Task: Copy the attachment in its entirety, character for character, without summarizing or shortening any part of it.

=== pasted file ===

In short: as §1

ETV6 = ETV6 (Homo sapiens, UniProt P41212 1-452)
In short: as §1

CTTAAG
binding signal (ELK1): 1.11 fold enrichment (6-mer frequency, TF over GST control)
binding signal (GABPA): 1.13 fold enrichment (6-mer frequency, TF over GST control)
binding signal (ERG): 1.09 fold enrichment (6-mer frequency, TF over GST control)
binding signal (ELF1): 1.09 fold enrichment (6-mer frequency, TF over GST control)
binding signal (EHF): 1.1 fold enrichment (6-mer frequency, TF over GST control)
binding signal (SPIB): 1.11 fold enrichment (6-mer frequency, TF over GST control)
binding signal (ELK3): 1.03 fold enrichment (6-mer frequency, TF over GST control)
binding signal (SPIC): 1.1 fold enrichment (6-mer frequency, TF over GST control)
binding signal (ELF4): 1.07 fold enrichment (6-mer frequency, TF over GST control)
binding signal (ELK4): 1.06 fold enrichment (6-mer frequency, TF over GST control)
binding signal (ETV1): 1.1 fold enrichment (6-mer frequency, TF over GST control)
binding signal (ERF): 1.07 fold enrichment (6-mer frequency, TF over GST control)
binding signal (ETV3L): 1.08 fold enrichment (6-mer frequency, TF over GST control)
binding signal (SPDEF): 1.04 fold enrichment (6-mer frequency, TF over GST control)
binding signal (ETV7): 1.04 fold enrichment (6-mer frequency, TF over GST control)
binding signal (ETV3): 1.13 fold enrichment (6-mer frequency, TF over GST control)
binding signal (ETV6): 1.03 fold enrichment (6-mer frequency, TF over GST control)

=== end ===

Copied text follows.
In short: as §1

ETV6 = ETV6 (Homo sapiens, UniProt P41212 1-452)
In short: as §1

CTTAAG
binding signal (ELK1): 1.11 fold enrichment (6-mer frequency, TF over GST control)
binding signal (GABPA): 1.13 fold enrichment (6-mer frequency, TF over GST control)
binding signal (ERG): 1.09 fold enrichment (6-mer frequency, TF over GST control)
binding signal (ELF1): 1.09 fold enrichment (6-mer frequency, TF over GST control)
binding signal (EHF): 1.1 fold enrichment (6-mer frequency, TF over GST control)
binding signal (SPIB): 1.11 fold enrichment (6-mer frequency, TF over GST control)
binding signal (ELK3): 1.03 fold enrichment (6-mer frequency, TF over GST control)
binding signal (SPIC): 1.1 fold enrichment (6-mer frequency, TF over GST control)
binding signal (ELF4): 1.07 fold enrichment (6-mer frequency, TF over GST control)
binding signal (ELK4): 1.06 fold enrichment (6-mer frequency, TF over GST control)
binding signal (ETV1): 1.1 fold enrichment (6-mer frequency, TF over GST control)
binding signal (ERF): 1.07 fold enrichment (6-mer frequency, TF over GST control)
binding signal (ETV3L): 1.08 fold enrichment (6-mer frequency, TF over GST control)
binding signal (SPDEF): 1.04 fold enrichment (6-mer frequency, TF over GST control)
binding signal (ETV7): 1.04 fold enrichment (6-mer frequency, TF over GST control)
binding signal (ETV3): 1.13 fold enrichment (6-mer frequency, TF over GST control)
binding signal (ETV6): 1.03 fold enrichment (6-mer frequency, TF over GST control)